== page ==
The Women and Equalities Committee (a cross party parliamentary committee) has published its report on Sexual Harassment in the Workplace.
In 2017 allegations about sexual harassment in the entertainment industry sparked the #MeToo movement and put sexual harassment in the workplace firmly into the media spotlight uncovering how widespread and common the problem is. As the news cycle moves on there is the risk that the Government and business enthusiasm to tackle the issue wanes and the report is intended to be a "call to action" that will maintain a focus on the issue.
The report acknowledges men and women can both be victims of sexual harassment and perpetrators and some of the evidence received by the committee drew links between sexual harassment and other manifestations of gender inequality in the workplace including both the gender pay gap and under representation of women in leadership roles.
The recommendations set out in the report include:-
The Government should place a mandatory duty on employers to protect workers from harassment and victimisation in the workplace. Breach of the duty should be an unlawful act enforceable by the Equality and Human Rights Commission and carrying substantial financial penalties.
The duty should be supported by a statutory code of practice on sexual harassment and harassment at work which sets out what employers need to do to meet the duty.
The Government should introduce a specific duty under the Public Sector Equality Duty requiring relevant public employers to conduct risk assessments for sexual harassment in the workplace and to put in place an action plan to mitigate those risks. Action plans should set out how cases will be investigated and include guidance on penalties for perpetrators.
The Government should bring forward legislation to place a positive duty on employers expressly to protect workers from harassment by third parties and to ensure that employers can be held liable for failure to take reasonable steps to protect staff from third party harassment. The Government should extend the protections relating to harassment in the Equality Act 2010 to interns and volunteers so that they are entitled to the same protections as the wide range of individuals in the workplace who are already protected.
The Government should work with ACAS, the Equality and Human Rights Commission and employers on an awareness-raising campaign.
- The Government should improve the remedies that can be ordered by employment tribunals and the costs regime to reduce barriers to taking a case forward. Tribunals should be able to award punitive damages and there should be a presumption that tribunals will normally require employers to pay employees’ costs if the employer loses a discrimination case in which sexual harassment has been alleged.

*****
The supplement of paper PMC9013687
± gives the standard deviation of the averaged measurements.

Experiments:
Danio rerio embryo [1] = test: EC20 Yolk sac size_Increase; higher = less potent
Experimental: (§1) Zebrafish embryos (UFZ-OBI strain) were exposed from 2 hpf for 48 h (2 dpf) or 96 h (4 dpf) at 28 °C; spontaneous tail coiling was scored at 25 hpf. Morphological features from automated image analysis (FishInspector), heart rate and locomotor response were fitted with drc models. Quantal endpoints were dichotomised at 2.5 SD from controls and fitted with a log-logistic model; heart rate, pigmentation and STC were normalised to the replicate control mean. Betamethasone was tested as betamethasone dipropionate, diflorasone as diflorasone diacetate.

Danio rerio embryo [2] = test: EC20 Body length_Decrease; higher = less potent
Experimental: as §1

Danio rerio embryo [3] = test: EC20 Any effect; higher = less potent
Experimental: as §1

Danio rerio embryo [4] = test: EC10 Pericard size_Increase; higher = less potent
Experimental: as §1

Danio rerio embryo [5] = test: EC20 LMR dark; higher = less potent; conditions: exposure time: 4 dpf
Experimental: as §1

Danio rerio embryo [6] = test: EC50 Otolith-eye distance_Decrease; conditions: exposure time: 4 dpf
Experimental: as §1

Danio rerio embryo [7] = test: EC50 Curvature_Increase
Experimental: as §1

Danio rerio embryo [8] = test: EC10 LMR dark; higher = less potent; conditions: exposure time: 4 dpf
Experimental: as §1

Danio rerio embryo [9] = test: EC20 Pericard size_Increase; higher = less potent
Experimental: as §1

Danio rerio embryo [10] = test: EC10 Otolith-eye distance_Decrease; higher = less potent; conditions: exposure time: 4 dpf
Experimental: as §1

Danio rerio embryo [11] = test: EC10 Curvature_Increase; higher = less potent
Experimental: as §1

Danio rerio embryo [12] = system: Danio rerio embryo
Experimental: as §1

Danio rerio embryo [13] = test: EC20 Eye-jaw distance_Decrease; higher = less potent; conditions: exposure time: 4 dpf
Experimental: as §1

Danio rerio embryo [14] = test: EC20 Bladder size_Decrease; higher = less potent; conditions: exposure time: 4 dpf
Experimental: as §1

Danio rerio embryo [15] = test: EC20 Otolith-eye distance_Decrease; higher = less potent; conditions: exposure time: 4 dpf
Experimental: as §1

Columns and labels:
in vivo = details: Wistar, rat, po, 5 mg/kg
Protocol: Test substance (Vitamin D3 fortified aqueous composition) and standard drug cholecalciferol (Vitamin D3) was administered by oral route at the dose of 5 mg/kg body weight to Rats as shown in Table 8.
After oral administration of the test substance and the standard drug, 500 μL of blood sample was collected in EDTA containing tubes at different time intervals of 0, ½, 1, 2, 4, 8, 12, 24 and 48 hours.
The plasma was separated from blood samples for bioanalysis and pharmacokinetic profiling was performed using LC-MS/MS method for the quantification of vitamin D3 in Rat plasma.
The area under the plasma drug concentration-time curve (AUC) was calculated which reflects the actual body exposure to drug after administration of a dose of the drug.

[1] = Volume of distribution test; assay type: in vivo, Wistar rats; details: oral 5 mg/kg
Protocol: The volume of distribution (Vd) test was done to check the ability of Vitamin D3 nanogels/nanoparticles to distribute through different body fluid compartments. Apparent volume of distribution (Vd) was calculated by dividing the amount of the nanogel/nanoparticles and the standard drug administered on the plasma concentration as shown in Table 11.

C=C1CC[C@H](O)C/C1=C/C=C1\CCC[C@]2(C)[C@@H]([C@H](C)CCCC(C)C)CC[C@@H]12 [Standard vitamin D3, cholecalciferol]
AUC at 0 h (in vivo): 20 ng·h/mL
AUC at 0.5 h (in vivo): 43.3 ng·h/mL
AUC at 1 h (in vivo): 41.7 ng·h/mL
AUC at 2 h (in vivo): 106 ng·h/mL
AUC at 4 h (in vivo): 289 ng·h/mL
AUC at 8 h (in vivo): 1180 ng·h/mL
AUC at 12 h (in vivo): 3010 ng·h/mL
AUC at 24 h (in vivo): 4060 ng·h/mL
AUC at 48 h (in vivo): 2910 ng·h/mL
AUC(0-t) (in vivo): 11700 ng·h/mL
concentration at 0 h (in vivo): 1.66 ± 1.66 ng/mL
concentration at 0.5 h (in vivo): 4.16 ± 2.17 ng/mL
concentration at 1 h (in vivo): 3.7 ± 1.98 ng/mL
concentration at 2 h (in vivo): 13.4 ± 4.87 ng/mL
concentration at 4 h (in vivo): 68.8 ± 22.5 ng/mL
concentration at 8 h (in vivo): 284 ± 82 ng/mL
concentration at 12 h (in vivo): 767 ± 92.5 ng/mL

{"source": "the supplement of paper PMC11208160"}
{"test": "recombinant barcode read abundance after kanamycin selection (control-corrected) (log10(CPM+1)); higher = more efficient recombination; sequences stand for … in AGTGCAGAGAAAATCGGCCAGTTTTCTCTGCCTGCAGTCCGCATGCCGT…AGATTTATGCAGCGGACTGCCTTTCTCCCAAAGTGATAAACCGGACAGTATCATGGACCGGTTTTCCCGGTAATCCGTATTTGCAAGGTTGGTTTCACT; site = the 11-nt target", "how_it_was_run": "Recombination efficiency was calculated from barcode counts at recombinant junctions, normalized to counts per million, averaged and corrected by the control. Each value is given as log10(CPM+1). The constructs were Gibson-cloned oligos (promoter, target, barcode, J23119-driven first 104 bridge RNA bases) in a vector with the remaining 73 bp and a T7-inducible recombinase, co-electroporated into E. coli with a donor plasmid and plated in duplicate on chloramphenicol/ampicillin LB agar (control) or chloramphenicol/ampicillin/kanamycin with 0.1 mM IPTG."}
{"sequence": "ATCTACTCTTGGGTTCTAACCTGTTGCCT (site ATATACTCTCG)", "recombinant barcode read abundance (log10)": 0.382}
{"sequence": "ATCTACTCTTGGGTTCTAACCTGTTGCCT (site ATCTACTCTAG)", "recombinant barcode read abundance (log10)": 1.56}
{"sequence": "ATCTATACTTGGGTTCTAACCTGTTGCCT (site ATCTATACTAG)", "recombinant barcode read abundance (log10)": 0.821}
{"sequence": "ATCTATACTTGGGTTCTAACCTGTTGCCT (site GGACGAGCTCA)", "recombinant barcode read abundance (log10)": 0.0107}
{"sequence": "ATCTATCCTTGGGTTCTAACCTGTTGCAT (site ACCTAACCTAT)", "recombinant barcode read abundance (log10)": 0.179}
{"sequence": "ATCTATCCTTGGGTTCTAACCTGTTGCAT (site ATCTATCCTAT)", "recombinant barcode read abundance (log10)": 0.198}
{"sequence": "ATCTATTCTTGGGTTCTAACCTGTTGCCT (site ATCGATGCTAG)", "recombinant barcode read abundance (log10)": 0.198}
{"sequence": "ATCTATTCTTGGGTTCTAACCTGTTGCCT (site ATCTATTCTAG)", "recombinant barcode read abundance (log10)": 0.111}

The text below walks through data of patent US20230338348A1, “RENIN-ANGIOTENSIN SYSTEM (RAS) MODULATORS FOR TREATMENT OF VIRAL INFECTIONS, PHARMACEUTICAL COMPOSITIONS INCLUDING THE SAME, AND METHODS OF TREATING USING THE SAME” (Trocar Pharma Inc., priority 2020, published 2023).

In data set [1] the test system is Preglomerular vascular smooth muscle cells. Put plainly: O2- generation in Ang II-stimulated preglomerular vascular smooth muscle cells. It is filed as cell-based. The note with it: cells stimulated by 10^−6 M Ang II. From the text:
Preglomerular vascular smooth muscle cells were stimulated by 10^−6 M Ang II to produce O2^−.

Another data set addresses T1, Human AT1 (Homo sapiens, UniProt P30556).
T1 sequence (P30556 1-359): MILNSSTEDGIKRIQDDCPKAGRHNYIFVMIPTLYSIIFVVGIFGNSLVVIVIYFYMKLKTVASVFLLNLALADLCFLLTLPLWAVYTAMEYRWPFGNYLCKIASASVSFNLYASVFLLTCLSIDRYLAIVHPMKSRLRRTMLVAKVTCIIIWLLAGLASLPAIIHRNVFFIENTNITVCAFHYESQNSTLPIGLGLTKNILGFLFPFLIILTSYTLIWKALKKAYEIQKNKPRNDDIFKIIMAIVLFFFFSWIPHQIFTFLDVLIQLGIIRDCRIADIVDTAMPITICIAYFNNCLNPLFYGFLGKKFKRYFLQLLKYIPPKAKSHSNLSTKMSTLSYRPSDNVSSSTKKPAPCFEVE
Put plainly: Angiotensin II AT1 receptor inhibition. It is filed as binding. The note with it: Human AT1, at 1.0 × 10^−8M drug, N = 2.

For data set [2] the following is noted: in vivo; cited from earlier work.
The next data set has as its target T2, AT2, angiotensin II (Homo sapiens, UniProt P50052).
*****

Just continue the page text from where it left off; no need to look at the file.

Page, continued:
- The Government should extend the time limit for lodging a tribunal claim in cases of sexual harassment to six months and pause the countdown until employers’ internal complaints and grievance procedures are completed. This should be done as part of a wider review of the time limit in all discrimination cases.
- The Government should take immediate steps to close the gap in protection for complainants of sexual harassment and sexual violence in an employment context compared with complainants of sexual offences in a criminal justice context, regardless of whether they make a complaint to the police.
- The Government should consider reintroducing tribunals’ powers to make wider recommendations to employers in discrimination cases.
- The Government should legislate to require the use of standard, approved, confidentiality clauses. These should include clear, plain English wording setting out the meaning, effect and limits of confidentiality clauses, including a clear explanation of what disclosures are protected under whistleblowing laws.
- The definition of protected disclosures and prescribed persons under whistleblowing legislation should be widened to include disclosures of sexual harassment to the police and all regulators, including the Equality and Human Rights Commission and Health and Safety Executive, and to any court or tribunal.
- The Government should make it an offence for an employer or their professional adviser to propose a confidentiality clause designed or intended to prevent or limit the making of a protected disclosure or disclosure of a criminal offence. Additionally, the use of provisions in confidentiality agreements that can reasonably be regarded as potentially unenforceable should be clearly understood to be a professional disciplinary offence for lawyers advising on such agreements.
- The Government should collect data on the number of tribunal claims submitted involving allegations of harassment of a sexual nature and the outcome of such claims. As tribunal data alone tells only a small part of the story, the Government should commission large-scale surveys, at least every three years, to determine the prevalence and nature of sexual harassment in the workplace. The findings of each edition of the survey should be accompanied by an evaluation of measures taken in the preceding period to tackle sexual harassment, and an action plan responding to the findings.
It remains to be seen how many of these recommendations the Government will take forward.